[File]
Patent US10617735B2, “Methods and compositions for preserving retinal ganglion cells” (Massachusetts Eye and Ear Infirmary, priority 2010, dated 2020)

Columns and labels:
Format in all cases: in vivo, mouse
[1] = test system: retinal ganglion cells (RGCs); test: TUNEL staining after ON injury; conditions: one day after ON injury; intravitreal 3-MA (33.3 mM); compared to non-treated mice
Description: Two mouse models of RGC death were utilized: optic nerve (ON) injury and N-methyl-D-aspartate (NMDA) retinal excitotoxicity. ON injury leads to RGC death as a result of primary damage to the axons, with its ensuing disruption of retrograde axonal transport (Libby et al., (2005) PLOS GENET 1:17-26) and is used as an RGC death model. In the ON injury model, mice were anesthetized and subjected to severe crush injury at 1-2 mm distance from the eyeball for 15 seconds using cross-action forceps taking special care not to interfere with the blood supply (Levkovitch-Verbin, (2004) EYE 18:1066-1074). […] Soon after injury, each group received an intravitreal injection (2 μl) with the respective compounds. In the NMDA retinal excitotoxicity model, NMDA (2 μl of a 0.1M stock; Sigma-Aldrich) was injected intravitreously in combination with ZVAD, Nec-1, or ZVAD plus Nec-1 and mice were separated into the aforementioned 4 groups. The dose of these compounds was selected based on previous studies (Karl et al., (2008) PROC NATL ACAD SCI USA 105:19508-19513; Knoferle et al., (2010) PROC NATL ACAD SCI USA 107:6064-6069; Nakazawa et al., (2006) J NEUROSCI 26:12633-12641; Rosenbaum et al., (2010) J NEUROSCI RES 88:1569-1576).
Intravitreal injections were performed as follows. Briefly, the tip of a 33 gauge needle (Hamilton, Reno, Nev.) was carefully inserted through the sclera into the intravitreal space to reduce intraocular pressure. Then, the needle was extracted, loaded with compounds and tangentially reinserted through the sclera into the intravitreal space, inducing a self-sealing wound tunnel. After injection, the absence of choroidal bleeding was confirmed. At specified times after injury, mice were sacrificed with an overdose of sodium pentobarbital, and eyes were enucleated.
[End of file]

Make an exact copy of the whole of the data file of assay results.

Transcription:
Patent US10617735B2, “Methods and compositions for preserving retinal ganglion cells” (Massachusetts Eye and Ear Infirmary, priority 2010, dated 2020)

Columns and labels:
Format in all cases: in vivo, mouse
[1] = test system: retinal ganglion cells (RGCs); test: TUNEL staining after ON injury; conditions: one day after ON injury; intravitreal 3-MA (33.3 mM); compared to non-treated mice
Description: Two mouse models of RGC death were utilized: optic nerve (ON) injury and N-methyl-D-aspartate (NMDA) retinal excitotoxicity. ON injury leads to RGC death as a result of primary damage to the axons, with its ensuing disruption of retrograde axonal transport (Libby et al., (2005) PLOS GENET 1:17-26) and is used as an RGC death model. In the ON injury model, mice were anesthetized and subjected to severe crush injury at 1-2 mm distance from the eyeball for 15 seconds using cross-action forceps taking special care not to interfere with the blood supply (Levkovitch-Verbin, (2004) EYE 18:1066-1074). […] Soon after injury, each group received an intravitreal injection (2 μl) with the respective compounds. In the NMDA retinal excitotoxicity model, NMDA (2 μl of a 0.1M stock; Sigma-Aldrich) was injected intravitreously in combination with ZVAD, Nec-1, or ZVAD plus Nec-1 and mice were separated into the aforementioned 4 groups. The dose of these compounds was selected based on previous studies (Karl et al., (2008) PROC NATL ACAD SCI USA 105:19508-19513; Knoferle et al., (2010) PROC NATL ACAD SCI USA 107:6064-6069; Nakazawa et al., (2006) J NEUROSCI 26:12633-12641; Rosenbaum et al., (2010) J NEUROSCI RES 88:1569-1576).
Intravitreal injections were performed as follows. Briefly, the tip of a 33 gauge needle (Hamilton, Reno, Nev.) was carefully inserted through the sclera into the intravitreal space to reduce intraocular pressure. Then, the needle was extracted, loaded with compounds and tangentially reinserted through the sclera into the intravitreal space, inducing a self-sealing wound tunnel. After injection, the absence of choroidal bleeding was confirmed. At specified times after injury, mice were sacrificed with an overdose of sodium pentobarbital, and eyes were enucleated.